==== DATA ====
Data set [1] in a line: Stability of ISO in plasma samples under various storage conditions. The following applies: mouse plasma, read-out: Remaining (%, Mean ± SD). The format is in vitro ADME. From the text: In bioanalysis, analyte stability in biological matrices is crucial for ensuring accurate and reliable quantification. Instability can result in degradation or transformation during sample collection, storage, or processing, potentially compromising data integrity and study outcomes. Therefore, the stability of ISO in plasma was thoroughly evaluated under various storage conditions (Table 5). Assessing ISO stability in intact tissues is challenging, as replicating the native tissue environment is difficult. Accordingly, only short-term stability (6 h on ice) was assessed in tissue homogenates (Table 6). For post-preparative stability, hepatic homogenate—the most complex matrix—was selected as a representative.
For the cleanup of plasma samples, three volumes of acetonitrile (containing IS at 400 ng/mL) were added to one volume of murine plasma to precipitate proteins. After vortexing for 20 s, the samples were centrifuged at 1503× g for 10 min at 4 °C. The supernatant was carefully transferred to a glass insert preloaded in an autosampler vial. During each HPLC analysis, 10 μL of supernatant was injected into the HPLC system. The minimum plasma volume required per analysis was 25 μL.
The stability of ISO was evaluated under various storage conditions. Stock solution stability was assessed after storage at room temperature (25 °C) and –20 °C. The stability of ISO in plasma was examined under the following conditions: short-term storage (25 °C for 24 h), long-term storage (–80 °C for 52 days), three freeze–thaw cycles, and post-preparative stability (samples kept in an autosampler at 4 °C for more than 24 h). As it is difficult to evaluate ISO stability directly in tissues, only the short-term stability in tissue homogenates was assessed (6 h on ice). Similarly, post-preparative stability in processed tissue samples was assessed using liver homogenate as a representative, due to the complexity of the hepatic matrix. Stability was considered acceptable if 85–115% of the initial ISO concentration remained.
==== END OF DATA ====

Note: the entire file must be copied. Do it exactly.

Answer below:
Data set [1] in a line: Stability of ISO in plasma samples under various storage conditions. The following applies: mouse plasma, read-out: Remaining (%, Mean ± SD). The format is in vitro ADME. From the text: In bioanalysis, analyte stability in biological matrices is crucial for ensuring accurate and reliable quantification. Instability can result in degradation or transformation during sample collection, storage, or processing, potentially compromising data integrity and study outcomes. Therefore, the stability of ISO in plasma was thoroughly evaluated under various storage conditions (Table 5). Assessing ISO stability in intact tissues is challenging, as replicating the native tissue environment is difficult. Accordingly, only short-term stability (6 h on ice) was assessed in tissue homogenates (Table 6). For post-preparative stability, hepatic homogenate—the most complex matrix—was selected as a representative.
For the cleanup of plasma samples, three volumes of acetonitrile (containing IS at 400 ng/mL) were added to one volume of murine plasma to precipitate proteins. After vortexing for 20 s, the samples were centrifuged at 1503× g for 10 min at 4 °C. The supernatant was carefully transferred to a glass insert preloaded in an autosampler vial. During each HPLC analysis, 10 μL of supernatant was injected into the HPLC system. The minimum plasma volume required per analysis was 25 μL.
The stability of ISO was evaluated under various storage conditions. Stock solution stability was assessed after storage at room temperature (25 °C) and –20 °C. The stability of ISO in plasma was examined under the following conditions: short-term storage (25 °C for 24 h), long-term storage (–80 °C for 52 days), three freeze–thaw cycles, and post-preparative stability (samples kept in an autosampler at 4 °C for more than 24 h). As it is difficult to evaluate ISO stability directly in tissues, only the short-term stability in tissue homogenates was assessed (6 h on ice). Similarly, post-preparative stability in processed tissue samples was assessed using liver homogenate as a representative, due to the complexity of the hepatic matrix. Stability was considered acceptable if 85–115% of the initial ISO concentration remained.